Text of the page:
The facility handled plutonium but was unaware that a major accident could happen.
As the facts surrounding the June 6 incident where five workers were exposed to radioactive materials following an accident at a nuclear research facility in Ibaraki Prefecture continue to emerge, it has become clear that the facility’s stance concerning safety management has been simply too soft — especially considering that it handles materials used for nuclear fuel.
The accident in question happened at around 11:15 a.m. on June 6 at the Japan Atomic Energy Agency (JAEA)’s Oarai Research & Development Center in the coastal town of Oarai in Ibaraki Prefecture. Uranium oxide and plutonium oxide powder that had been stored in double-wrapped plastic bags inside a sealed stainless steel container were accidentally released across the research laboratory after the bags suddenly burst, thereby exposing all five workers nearby to the radioactive compounds. Prior to the leak, one of the workers — a man in his 50s — was opening the container for inspection.
The check was carried out at an unsealed work station referred to as the “hood.” The radioactive materials had been stored at a pressure level lower than the surrounding area, in an attempt to prevent them from leaking. However, this proved to be ineffective. The compounds flew across the room, in powder form, immediately after the bags burst open.
In addition to the hood, there is also a “glove box” inside the facility, which can be used to handle dangerous materials. However, the facility has no specific rules determining which work station should be used for which purpose, and it has become normal practice at the site for workers to handle sealed nuclear materials — such as those kept inside containers — at the hood work station.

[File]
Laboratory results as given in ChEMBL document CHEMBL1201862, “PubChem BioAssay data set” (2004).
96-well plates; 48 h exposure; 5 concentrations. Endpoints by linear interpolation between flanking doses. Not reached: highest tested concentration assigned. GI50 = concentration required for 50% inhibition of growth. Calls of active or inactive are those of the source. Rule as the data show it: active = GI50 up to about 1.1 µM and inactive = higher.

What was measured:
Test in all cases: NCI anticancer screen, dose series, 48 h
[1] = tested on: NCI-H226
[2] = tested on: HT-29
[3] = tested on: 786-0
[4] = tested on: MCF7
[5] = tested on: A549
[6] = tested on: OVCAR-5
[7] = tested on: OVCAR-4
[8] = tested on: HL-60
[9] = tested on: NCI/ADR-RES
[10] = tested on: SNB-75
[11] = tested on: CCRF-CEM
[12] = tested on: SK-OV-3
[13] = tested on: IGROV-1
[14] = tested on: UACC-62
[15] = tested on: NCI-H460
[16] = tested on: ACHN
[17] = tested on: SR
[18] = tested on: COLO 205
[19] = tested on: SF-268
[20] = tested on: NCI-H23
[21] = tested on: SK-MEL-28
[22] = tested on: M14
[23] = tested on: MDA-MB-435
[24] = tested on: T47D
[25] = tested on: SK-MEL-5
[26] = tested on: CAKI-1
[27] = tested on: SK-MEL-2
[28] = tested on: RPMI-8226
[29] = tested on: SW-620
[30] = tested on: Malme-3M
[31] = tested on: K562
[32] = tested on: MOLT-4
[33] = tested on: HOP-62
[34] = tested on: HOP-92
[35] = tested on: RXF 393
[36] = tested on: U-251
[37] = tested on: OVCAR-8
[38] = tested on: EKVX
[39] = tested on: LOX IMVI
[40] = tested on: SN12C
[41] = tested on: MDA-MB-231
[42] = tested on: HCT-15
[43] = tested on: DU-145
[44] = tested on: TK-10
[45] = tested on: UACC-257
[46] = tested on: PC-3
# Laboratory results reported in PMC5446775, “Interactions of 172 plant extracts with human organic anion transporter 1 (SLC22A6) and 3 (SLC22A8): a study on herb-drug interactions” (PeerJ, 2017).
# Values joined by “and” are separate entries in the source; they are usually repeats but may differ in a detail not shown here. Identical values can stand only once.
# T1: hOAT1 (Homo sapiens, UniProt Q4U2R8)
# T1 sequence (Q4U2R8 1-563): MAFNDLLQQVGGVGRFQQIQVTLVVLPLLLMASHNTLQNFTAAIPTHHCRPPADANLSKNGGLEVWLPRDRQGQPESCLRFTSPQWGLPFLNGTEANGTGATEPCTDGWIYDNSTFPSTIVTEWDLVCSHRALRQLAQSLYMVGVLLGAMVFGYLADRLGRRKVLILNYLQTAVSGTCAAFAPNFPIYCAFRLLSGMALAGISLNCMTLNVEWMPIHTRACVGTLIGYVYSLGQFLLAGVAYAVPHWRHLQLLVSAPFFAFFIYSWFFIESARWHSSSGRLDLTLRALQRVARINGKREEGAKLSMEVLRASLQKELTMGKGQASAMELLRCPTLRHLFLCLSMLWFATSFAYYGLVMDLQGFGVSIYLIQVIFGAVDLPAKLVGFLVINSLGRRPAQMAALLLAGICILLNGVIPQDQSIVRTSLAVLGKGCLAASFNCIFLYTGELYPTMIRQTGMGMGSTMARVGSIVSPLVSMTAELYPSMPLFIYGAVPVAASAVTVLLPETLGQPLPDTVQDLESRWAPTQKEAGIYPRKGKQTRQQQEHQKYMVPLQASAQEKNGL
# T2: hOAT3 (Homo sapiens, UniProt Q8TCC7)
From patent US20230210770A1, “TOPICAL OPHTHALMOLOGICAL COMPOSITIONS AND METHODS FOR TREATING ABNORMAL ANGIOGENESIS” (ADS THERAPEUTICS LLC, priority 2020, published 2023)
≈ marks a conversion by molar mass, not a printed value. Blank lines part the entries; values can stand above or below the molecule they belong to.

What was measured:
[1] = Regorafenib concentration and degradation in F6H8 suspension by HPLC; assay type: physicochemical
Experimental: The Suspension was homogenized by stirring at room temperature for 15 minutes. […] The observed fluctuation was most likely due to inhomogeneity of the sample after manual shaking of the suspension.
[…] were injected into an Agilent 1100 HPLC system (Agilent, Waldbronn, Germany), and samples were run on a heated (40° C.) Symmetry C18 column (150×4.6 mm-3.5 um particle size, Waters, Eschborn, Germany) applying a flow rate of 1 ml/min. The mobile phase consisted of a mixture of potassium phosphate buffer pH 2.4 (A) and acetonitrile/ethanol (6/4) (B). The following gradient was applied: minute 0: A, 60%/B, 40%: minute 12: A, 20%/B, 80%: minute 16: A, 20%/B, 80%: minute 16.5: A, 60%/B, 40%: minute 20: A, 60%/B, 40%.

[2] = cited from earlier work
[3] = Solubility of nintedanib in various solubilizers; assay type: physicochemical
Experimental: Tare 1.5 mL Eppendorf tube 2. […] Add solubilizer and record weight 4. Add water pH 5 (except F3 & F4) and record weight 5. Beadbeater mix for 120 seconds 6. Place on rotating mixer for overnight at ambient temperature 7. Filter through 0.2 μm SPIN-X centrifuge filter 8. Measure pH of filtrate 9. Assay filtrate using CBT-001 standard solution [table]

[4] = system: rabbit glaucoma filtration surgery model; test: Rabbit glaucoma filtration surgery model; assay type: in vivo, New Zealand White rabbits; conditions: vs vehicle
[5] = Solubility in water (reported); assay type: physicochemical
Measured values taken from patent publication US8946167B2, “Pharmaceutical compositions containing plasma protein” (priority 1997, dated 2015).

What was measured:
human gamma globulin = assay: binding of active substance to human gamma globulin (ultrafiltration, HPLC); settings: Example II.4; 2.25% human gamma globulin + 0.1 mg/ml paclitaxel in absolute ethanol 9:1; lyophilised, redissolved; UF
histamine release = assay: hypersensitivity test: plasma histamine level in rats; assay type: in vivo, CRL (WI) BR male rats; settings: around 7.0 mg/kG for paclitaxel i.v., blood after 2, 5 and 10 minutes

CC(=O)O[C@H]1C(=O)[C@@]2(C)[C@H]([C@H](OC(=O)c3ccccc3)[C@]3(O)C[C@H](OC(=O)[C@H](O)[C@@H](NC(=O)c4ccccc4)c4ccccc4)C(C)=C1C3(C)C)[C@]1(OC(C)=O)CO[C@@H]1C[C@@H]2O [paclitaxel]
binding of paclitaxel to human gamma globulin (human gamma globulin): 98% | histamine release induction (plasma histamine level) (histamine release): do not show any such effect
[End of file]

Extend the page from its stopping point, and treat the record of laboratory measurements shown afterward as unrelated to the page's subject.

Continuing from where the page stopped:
Apparently, during the check of the stainless steel container at the Oarai facility, there was no intention of opening the plastic bags, and therefore, it was judged that, “There was no danger of being exposed to radiation.”
However, the contents of the stainless steel container had not been checked once in 26 years. Commenting on this issue, an executive from the Nuclear Regulation Authority (NRA) has criticized the JAEA, stating, “How could they even be sure that the contents were kept sealed?” Meanwhile, an executive from the JAEA has said, “It was not anticipated that the plastic bags would burst. It seems that working at the hood work station may have been inappropriate.”
In addition, it has become clear that the five workers were not wearing full-face masks at the time of the accident. Instead, they were wearing masks that only covered their noses and mouths. Also, despite the fact there was a surveillance camera in the room, no footage was recorded, and no one was video monitoring the situation at the time of the accident.
Furthermore, an official from the NRA points out that, “It seems the facility was unaware that a major accident could happen.”